States of Matter NFL Prospect Classification

There are three main types of NFL Draft prospects in this world: solids, liquids, and plasmas.  Of course there are varying degrees of quality within each matter state but for the most part a prospect will fall within one of those three categories.

The solids are the “what you see is what you get” guys.  They are the guys with the high floors but also the lower ceilings.  Basically when you go after a solid you are probably looking at a guy that will be able to contribute right away with the disparity between their floor and potential not being that wide.  Now don’t get me wrong there are some great prospects that are solid guys, in fact I’d put Andrew Luck in this category.  His floor seems to be, at worst, a top 10 starting QB in this league with his ceiling being an Hall of Fame player.  Sure that is a fairly wide disparity but if you are getting a top 10 starter at their position in the league I would have to say that is a pretty good case for a solid.  Sure, he can reach astronomical  heights but if at worst that is what you are getting then I’d say that’s a solid prospect.

Other first round solids include: Trent Richardson, Riley Reiff, Luke Kuechly, David DeCastro, Peter Konz.

Liquid prospects are the guys that you look at and see near endless potential that was never fully realized in college.  These are usually the prospects that have all the measurables (i.e. height, weight, speed, etc.) and at the very least flashed brilliance in college but were either not consistent enough, played in very specific systems that allowed for gaudy numbers, or they exhibit some sort of injury concern/character flaw (i.e. work ethic concerns, in trouble with the law multiple times, just in general something is up with their psyche).  These are the really high ceilings but also pretty low floors.  This year’s prototypical liquid is Quinton Coples out of UNC.  He is a DE that showed dominance when he wanted to but not on all plays.  When you take a look at him you can see that he looks the part but you are still unsure if he is capable of honing his craft to become an NFL caliber player or if he’ll just loaf around and be considered a prospect that never met his true potential.

Another guy that could be a bit liquidy is Robert Griffin III.  I personally think he’ll end up being a very good starter in this league but he has all the red flags: played in a completely wide open offense in a conference that doesn’t really play defense.  Had incredibly gaudy numbers but still has some mechanics issues to iron out.  Unlike Luck, Griffin’s ceiling could be just as high but his floor could relegate him to nothing better than a QB always embroiled in a QB controversy.  Like I said I think Griffin will end up being really good but he does fit the bill for how liquids usually look.

Other liquids: Michael Floyd, Dontari Poe, Janoris Jenkins, Jonathan Martin.

This brings us to the plasmas.  Plasmas may be guys that are just liquids but the coaches are too stubborn to not count on the particular player year-in and year-out.  However, plasmas are unique and are usually players from positions that hold more importance than the rest (usually a QB).  A plasma is much like a liquid in that they have a really high ceiling and a really low floor but the disparity between the two is the largest.  Not only that but plasmas are guys that can set franchises back years because of their lack of improvement but still being counted on to improve.  However, unlike liquids, plasmas are guys that could one day all of a sudden just get it.  Liquids, if they improve, gradually do it over time.  You can see the improvement coming.  With plasmas that isn’t the case.  Plasmas are prospects that look like liquid until all of a sudden they immediately become a solid with no warning or rhyme or reason.  The position this most happens in is probably WR but DEs and QBs sometimes go this route as well.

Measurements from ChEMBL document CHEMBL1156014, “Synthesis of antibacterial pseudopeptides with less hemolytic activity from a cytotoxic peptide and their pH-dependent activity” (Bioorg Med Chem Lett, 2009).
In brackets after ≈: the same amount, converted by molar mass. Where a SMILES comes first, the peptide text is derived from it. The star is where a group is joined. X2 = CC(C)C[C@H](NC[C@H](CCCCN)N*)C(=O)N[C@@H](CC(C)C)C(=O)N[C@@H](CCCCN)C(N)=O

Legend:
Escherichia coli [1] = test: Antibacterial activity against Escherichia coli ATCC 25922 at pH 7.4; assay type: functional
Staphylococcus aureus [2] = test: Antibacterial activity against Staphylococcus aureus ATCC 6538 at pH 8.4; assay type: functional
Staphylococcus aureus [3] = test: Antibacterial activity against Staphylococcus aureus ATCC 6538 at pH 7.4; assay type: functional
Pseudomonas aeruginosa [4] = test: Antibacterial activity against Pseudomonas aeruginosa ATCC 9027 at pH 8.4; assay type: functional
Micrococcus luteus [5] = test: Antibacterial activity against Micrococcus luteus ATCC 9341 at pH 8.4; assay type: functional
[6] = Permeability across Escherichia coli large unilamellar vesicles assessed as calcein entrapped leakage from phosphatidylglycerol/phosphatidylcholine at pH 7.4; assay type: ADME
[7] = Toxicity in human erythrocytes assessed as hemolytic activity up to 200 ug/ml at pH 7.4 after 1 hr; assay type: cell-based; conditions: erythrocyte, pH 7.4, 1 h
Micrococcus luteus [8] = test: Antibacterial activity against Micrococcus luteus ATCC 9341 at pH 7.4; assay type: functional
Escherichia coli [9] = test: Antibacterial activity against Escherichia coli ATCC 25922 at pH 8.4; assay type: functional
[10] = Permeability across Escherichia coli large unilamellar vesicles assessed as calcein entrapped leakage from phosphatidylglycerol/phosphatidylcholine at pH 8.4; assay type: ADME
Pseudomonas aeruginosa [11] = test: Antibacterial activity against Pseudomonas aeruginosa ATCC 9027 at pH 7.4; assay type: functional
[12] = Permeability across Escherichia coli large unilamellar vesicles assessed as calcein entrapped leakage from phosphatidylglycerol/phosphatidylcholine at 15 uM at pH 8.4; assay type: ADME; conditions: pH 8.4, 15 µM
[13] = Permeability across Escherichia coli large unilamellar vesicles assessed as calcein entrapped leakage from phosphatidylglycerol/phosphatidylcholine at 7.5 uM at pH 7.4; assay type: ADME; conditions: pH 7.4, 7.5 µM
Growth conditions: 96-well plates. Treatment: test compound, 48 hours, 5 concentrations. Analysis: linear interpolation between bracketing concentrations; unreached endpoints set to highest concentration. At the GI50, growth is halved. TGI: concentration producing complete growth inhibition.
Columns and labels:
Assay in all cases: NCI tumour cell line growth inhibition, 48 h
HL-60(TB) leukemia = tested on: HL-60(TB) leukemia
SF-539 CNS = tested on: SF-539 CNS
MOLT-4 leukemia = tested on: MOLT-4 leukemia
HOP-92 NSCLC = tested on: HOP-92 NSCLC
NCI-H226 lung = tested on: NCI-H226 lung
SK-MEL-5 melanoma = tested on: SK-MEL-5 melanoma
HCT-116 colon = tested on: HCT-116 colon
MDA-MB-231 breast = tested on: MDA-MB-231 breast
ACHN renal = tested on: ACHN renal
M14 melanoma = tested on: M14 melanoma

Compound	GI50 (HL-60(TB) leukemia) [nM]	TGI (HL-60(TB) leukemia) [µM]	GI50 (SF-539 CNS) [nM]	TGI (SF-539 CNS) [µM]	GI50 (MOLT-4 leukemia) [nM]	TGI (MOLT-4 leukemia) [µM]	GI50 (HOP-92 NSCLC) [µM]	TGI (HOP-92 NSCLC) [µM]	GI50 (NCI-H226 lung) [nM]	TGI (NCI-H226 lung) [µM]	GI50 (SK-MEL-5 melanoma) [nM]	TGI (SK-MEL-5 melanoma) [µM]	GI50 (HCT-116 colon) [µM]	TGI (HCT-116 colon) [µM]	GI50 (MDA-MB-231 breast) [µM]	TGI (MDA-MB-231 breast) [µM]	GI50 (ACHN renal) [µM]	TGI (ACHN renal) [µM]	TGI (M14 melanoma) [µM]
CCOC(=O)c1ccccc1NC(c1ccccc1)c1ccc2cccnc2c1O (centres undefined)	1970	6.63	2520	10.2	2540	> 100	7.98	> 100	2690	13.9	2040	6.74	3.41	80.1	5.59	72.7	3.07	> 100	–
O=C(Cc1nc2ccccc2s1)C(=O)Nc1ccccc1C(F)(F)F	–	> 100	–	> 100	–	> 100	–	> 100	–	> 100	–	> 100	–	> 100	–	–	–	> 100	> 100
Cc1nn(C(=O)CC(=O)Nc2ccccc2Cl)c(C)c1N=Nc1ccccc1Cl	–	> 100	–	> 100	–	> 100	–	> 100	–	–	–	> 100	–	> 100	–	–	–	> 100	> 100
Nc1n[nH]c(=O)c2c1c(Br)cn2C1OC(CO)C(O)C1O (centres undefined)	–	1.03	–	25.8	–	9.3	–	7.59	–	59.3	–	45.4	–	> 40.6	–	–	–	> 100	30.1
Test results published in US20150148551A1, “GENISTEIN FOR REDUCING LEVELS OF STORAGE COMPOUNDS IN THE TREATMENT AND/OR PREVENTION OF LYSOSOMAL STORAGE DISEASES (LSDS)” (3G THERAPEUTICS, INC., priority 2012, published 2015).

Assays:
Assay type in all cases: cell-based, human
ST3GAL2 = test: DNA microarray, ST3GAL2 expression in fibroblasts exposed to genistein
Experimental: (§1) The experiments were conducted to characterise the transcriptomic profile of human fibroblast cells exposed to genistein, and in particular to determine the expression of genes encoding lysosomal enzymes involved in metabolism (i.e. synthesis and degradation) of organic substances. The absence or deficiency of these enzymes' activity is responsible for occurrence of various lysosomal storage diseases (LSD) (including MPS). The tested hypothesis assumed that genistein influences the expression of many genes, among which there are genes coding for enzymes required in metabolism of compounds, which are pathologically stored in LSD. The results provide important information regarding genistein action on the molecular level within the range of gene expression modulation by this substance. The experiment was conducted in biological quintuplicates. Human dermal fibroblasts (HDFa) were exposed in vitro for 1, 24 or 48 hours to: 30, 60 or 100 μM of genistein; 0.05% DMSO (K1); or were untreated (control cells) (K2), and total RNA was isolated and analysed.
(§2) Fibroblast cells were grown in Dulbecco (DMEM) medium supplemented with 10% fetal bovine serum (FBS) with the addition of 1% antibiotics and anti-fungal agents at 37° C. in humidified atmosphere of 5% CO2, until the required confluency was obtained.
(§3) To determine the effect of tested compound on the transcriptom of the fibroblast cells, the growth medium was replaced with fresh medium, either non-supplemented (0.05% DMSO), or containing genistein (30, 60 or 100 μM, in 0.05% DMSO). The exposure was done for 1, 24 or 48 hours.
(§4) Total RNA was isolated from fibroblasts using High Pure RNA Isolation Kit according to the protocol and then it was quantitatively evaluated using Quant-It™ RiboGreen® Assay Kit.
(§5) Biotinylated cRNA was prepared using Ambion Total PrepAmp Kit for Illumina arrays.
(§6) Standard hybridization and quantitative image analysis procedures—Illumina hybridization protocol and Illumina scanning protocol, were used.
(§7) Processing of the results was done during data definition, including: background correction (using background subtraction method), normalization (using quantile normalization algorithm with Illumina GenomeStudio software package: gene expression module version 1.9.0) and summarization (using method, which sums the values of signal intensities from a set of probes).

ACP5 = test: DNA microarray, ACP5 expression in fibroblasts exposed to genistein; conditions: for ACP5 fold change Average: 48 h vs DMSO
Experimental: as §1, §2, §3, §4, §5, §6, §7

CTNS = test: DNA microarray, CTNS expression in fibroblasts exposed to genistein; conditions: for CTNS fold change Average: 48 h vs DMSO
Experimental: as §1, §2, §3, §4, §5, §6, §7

To me the ultimate plasma this year is Ryan Tannehill.  Here is a guy who hasn’t been playing QB all that long at any level and has seen a meteoric rise up the draft boards due to his measurables and the fact he doesn’t have a lot of film on him, which means there isn’t much bad film.  People look at Tannehill and salivate because every coach thinks they can mold him into a Hall of Fame QB.  There’s just one problem, his floor is as low as it can get, like Ryan Leaf low.  A plasma is usually straddling the line between the hope/future and being out of the league.  He is a guy with all the physical tools and in fact, as far as everyone knows, some really good mental makeup but due to his lack of experience at the QB position no one quite knows what he projects to be.  Tannehill is also a QB, depending on how high someone selects him (right now he has the chance at being the 4th overall pick), who could completely set a franchise back for a few years.  If the coaching staff/front office believe in him and his ability to become the QB of the future for a particular team they will be less likely to try and find him a replacement/competition.  For a few years they will be counting on him to be able to step in and become that player they drafted him to be, and if he never does it basically becomes a wasted position and maybe even few years for that particular team.

Other plasmas: Melvin Ingram, Chandler Jones, Andre Branch, Stephen Hill.

Clearly scouting is not an exact science, if it was Tom Brady would not have dropped all the way to the sixth round.  Scouting is also very subjective and depending on one person’s opinion, so clearly everyone will view prospects differently.  The main goal is to be able to classify each prospect as one of these three states of matter, if you can do that then you should be able to temper your expectations accordingly.  And I would like to apologize to all those lovers of gas out there, sorry to disappoint.

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